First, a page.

The poor, misunderstood anarchists just can't seem to get a break. When you point out the absurdity of the "market anarchism" preached by some, such as those at the Center For a Stateless Society, as I did in my previous piece, the response -- even from "market anarchists" themselves -- is to shift the discussion away from their own arguments and onto another strand of anarchy! In this case it's the "libertarian/socialist" school of thought.
Just what is a "libertarian/socialist" and isn't that a clear oxymoron? Have not all "socialist" experiments become larger and more powerful centralized states that eventually eraseed the "libertarian" side of the equation in pretty short order? That would certainly be the knee-jerk response of much of the population of the United States today.
Over at "Infoshop," a longstanding "libertarian/socialist" and "libertarian/communist" proselytizer, one can read for days emotional histories (chock full of psychobabble) and series of proposals for replacing the "state" with "collectives" and "syndicates" and other "free" arrangements. I highly recommend their FAQ to masochists who wish to drown in an ocean of Marxist-styled babble mostly at odds with the Marxists themselves. You'll be treated to discussions like this:
"For Henry Appleton, there was 'a class of ranting enthusiasts who falsely call themselves Anarchists' who advocated both violence and 'levelling'. 'All Communism,' he asserted, 'under whatever guise, is the natural enemy of Anarchism and a Communist sailing under the flag of Anarchism is as false a figure as could be invented.' Yet, ironically, A. H. Simpson disproved that particular claim for while attacking communism he ended by stating his 'argument applies only to aggressive Communists' and that '[v]oluntary Communism can exist and, if successful, flourish under Anarchy.' So, apparently, some kinds of communism are compatible with anarchism after all!" --Infoshop FAQThese are the ideas prompting people to smash police cars and windows? It's difficult to swallow, but here we are. Well if A.H. Simpson "proved" it, then it must be true. Hmm, I wonder what O.J. Simpson's opinion on the matter is?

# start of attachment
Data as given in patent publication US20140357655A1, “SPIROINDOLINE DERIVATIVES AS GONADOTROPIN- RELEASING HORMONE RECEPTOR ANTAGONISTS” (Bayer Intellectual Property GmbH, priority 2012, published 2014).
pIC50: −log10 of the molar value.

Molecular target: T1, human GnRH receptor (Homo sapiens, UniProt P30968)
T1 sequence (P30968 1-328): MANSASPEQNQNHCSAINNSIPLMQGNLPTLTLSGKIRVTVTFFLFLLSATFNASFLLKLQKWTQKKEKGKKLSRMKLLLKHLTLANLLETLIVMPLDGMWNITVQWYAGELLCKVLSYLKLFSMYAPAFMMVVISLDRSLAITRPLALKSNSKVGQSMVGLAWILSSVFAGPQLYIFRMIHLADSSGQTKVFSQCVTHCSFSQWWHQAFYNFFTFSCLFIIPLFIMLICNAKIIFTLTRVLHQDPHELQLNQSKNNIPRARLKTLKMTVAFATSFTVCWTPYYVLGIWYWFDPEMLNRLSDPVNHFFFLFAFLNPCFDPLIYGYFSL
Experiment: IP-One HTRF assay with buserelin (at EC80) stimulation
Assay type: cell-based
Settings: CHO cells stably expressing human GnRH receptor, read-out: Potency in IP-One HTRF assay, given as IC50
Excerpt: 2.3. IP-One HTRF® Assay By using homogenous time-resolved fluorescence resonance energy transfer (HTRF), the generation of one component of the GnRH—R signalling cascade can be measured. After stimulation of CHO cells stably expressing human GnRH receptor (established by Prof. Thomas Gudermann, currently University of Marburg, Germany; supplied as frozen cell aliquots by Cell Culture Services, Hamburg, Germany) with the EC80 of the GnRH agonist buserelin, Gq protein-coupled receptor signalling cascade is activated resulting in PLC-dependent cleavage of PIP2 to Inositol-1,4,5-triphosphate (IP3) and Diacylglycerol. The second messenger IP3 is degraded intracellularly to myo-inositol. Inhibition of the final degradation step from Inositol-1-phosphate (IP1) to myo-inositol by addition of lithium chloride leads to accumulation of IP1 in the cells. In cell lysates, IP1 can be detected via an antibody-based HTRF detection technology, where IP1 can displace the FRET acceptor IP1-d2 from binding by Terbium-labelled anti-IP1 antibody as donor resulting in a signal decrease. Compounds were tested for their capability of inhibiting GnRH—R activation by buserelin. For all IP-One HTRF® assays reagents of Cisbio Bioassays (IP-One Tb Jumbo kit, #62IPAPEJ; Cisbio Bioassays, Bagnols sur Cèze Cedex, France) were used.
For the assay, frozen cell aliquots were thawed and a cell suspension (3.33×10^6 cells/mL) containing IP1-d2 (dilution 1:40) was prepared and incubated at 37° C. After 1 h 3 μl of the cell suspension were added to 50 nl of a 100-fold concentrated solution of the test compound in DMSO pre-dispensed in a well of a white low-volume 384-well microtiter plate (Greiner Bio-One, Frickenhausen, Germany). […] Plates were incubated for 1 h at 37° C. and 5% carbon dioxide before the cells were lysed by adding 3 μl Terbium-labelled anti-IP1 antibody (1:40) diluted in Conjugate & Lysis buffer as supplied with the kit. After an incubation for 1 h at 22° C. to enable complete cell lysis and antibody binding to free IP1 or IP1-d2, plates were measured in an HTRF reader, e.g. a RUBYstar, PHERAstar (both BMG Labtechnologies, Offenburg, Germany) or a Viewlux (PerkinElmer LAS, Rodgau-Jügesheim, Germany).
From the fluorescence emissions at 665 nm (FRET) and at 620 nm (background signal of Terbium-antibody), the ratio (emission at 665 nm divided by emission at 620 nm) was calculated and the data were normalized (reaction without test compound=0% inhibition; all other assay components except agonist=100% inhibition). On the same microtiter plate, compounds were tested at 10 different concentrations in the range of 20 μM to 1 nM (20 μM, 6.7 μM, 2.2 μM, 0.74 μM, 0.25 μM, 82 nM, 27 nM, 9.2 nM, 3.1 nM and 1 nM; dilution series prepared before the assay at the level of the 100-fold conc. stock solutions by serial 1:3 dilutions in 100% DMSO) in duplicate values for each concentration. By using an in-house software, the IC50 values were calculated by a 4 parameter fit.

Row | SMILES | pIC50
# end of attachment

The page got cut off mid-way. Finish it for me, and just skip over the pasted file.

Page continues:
The anarcho/libertarian/socialist's alleged huge success story was in Spain in the mid 1930s. Parts of Spain converted to a loosely organized confederation of trade unions and militias. This will be presented as proof of concept, the final word on the matter: anarchism works, don't you know? They did it in Spain.
But let's rewind the tape, and have a look at what happened in Spain before pronouncing it such a sweeping victory, shall we? The anarchist "libertarian/socialist" non-state state lasted for about 32 months, according to Infoshop, not exactly an historical bedrock achievement. It was defeated by Franco and the fascists, with aid from Hitler and Mussolini (among others) on one side, and aided by all manner of international anarchist militiamen on the other side. The military conclusion tells us little about the validity of the philosophy itself, except for one thing: it prompted a right-wing backlash.